And a valuable meeting should always have an outcome: perhaps it’s written consensus on the direction to take with a piece of work, or some agreed follow-up action items (with assignees) to make sure that things continue to move forward. If you regularly find yourself ending meetings without knowing what impact the meeting will have made, that’s another sign that perhaps a meeting wasn’t the best way to handle the situation.
Meetings do have value - when used appropriately.
There’s little doubt that collaboration and brainstorming can be more effective when you bring people together, although there are plenty of tools now (Miro et al) which are helping to close the gap. It’s also worth bearing in mind that meetings and other forms of real-time collaboration tend to favour the loudest voices in the room - which often means men - and that people who identify as introverted may do their best deep work when they are given time to focus in private.
The act of gathering people (in person or remotely) can also serve to increase bonding: it’s difficult to increase team rapport without the instant back-and-forth of having everybody together. But beware of sapping peoples’ energies with yet another meeting on their stack - your “fun” session may actually serve to exacerbate their sense of fatigue, especially if you’re coming into it fresh whilst they’ve just had another two hours of back-to-back meetings. Consider trialing platforms which are more dynamic than the traditional gallery view of peoples’ webcams: for instance, Gather drops participants into an 8-bit world with personalisable avatars and a “field of vision” approach to communication (if you want a breakout chat with somebody, your avatars can just “wander off” to another part of the environment).
Some companies find success by declaring a “meeting-free day” for one day a week, guaranteeing everybody a dedicated period of focus time, although in my experience this can just result in a week’s worth of meetings being squeezed into the remaining four days, leaving them even more meeting-heavy than they might otherwise have been.
Keep your participant lists as streamlined as possible. Rather than, for example, inviting all of the team’s 6 developers to a meeting, consider whether 1-2 developers could better contribute and disseminate the information offline, or capture it in team artifacts (e.g. a relevant JIRA ticket, Confluence page, or Slack post).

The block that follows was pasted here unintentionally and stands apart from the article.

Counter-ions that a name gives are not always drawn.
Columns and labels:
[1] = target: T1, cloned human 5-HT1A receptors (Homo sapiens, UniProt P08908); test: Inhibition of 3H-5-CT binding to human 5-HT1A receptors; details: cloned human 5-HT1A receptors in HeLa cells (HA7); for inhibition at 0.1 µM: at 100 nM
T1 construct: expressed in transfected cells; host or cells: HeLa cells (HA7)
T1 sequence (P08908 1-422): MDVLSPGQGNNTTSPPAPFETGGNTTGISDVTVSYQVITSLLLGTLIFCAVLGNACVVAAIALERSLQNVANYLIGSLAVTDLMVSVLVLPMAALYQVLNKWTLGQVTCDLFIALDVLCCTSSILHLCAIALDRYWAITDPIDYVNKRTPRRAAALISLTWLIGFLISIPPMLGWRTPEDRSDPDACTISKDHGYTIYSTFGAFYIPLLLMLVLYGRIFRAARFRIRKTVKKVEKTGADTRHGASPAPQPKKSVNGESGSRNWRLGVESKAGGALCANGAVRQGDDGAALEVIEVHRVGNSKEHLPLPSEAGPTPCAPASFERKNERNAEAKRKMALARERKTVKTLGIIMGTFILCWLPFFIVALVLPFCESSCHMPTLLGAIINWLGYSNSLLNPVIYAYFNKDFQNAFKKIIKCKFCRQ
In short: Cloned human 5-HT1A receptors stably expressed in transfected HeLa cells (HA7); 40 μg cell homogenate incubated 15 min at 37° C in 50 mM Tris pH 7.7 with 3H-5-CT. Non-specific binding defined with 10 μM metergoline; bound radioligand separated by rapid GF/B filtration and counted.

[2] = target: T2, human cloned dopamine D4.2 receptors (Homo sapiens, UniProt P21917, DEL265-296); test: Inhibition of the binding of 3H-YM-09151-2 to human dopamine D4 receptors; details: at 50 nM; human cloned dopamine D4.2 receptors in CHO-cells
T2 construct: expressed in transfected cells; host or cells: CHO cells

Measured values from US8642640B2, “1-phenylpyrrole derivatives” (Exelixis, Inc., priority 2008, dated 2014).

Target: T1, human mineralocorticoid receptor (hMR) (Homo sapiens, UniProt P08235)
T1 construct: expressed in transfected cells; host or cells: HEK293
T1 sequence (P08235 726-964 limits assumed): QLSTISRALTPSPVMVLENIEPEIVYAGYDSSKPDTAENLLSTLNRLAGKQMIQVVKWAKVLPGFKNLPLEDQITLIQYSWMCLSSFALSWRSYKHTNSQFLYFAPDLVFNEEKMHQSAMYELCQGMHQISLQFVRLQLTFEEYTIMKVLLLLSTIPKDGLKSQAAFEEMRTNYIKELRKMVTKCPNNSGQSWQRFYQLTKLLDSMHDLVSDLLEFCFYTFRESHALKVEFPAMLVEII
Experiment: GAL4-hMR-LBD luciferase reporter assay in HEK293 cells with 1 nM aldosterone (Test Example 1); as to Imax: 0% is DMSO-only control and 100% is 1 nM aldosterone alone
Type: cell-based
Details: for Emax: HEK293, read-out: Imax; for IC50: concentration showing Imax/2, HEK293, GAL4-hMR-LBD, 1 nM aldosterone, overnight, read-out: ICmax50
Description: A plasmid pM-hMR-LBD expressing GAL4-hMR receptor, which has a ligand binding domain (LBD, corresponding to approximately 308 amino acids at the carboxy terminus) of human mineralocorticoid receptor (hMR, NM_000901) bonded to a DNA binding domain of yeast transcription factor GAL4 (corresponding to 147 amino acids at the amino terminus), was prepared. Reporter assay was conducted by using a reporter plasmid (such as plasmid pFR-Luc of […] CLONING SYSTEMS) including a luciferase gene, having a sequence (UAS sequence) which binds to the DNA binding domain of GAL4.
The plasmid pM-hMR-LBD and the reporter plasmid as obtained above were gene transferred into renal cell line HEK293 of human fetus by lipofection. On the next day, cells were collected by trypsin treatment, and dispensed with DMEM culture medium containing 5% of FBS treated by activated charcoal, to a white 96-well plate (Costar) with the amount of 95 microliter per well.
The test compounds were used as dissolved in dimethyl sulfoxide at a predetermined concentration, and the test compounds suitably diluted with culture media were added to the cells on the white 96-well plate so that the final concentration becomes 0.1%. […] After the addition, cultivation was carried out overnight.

Finally, a favourite of mine is to get out of the habit of running 30 or 60 minute meetings, and schedule them for 25 or 50 minutes instead. By doing this, you’re effectively creating a free break period for anybody who has another meeting scheduled to follow it, giving them a chance to stretch their legs or take a break from their screens, providing a boost in energy and effectiveness for the following meeting.
The trouble with meetings is that it’s difficult to take control of the situation ourselves as individuals (although I’ve seen people have successes by reserving chunks of “focus time” in their calendar, by booking meetings with themselves). But if you’re experiencing challenges, it’s unlikely that you’re the only one who feels that way: talk to your team about it. Raise issues internally, and upwardly where necessary, via channels such as your sprint retrospective. Don’t be afraid to exercise the “self-organising” part of “self-organising teams”: if everybody wants to run a short-term experiment with an alternative to meetings, you’ll likely gain useful insights which could reap great rewards for the whole squad.
Key takeaways 📝
- Asynchronous communication is more supportive of flexible or worldwide working.
- Be aware of the spiralling cost of meetings as you increase the number of participants.
- Talk to your team - if there’s a problem, work together to find an acceptable solution.